From the reviews:
“This book is an introduction to density functional theory (DFT) … . The presentation is … aimed at a general scientific audience (physics, chemistry, etc.). … There are … many interesting choices in the covered topics. … Several appendices help in making the book self-contained.” (Gabriel Stoltz, Mathematical Reviews, Issue 2011 m)
“The book is remarkable for a down-to-earth exposition of DFT that makes it accessible for students specialized in different fields of theoretical physics. … The book may be useful both for beginners as an introduction to DFT and for specialists who would like to expand their view on rigorous foundations of this theory and to keep an eye on the cutting edge of computational methods in condense matter physics.” (Peter Kazinski, Zentralblatt MATH, Vol. 1216, 2011)
From the Back Cover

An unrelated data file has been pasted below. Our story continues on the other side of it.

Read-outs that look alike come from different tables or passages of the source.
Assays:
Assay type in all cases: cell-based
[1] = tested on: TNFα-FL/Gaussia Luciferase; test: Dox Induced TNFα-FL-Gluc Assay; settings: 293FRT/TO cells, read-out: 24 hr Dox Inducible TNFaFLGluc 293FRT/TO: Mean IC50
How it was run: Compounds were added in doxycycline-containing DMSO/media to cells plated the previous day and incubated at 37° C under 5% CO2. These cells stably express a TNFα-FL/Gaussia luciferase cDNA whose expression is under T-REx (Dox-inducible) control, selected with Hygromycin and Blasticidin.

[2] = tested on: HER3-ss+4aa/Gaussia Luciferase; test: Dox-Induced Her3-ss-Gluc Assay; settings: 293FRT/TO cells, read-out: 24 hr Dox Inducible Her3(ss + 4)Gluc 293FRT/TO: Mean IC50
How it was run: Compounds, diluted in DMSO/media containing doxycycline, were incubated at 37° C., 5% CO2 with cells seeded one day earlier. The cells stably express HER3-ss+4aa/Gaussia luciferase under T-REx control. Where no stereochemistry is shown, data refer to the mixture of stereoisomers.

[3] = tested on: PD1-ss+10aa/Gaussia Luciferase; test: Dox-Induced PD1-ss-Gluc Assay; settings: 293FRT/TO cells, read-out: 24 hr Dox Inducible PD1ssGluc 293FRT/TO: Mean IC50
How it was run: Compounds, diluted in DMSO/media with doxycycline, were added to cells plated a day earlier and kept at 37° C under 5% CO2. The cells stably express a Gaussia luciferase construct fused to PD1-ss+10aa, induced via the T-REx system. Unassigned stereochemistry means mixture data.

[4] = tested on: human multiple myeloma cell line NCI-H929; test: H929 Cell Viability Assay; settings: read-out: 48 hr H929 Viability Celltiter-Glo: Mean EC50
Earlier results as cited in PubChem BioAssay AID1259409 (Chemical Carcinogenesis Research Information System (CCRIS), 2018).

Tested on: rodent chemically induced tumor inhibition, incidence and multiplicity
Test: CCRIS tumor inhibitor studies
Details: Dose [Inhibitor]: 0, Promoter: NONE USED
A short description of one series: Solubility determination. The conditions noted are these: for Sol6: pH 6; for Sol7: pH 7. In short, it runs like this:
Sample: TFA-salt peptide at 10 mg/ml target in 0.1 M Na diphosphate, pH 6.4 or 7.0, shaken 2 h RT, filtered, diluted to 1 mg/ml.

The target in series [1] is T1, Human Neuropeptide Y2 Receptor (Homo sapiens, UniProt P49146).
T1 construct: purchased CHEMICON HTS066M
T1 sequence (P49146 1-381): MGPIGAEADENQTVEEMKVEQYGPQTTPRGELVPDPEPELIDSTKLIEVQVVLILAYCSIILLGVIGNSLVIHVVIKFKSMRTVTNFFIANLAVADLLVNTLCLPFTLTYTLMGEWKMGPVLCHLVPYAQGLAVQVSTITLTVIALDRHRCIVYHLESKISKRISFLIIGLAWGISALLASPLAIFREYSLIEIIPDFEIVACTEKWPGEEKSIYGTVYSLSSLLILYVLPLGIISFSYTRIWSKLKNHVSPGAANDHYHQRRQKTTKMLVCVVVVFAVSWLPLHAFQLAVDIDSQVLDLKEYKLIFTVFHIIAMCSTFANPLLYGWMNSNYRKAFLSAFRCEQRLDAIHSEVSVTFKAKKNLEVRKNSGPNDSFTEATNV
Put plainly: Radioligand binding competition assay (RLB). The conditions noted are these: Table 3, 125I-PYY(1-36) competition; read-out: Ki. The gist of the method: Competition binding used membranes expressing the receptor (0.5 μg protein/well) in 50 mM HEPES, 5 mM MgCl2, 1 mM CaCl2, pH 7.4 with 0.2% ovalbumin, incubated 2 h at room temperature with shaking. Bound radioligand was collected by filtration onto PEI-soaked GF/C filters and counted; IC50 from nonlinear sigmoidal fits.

Density Functional Theory (DFT) has firmly established itself as the workhorse for the atomic-level simulation of condensed matter phases, pure or composite materials and quantum chemical systems. The present book is a rigorous and detailed introduction to the foundations up to and including such advanced topics as orbital-dependent functionals and both time-dependent and relativistic DFT. Given the many ramifications of contemporary DFT, this text concentrates on the self-contained presentation of the basics of the most widely used DFT variants. This implies a thorough discussion of the corresponding existence theorems and effective single particle equations, as well as of key approximations utilized in implementations. The formal results are complemented by selected quantitative results, which primarily aim at illustrating strengths and weaknesses of a particular approach or functional. DFT for superconducting or nuclear and hadronic systems are not addressed in this work. The structure and material contained in this book allow for a tutorial and modular self-study approach: the reader will find that all concepts of many-body theory which are indispensable for the discussion of DFT - such as the single-particle Green’s function or response functions - are introduced step by step, rather than just used. The same applies to some basic notions of solid state theory, as, for instance, the Fermi surface. Also, the language of second quantization is introduced systematically in an Appendix for readers without a formal theoretical physics background.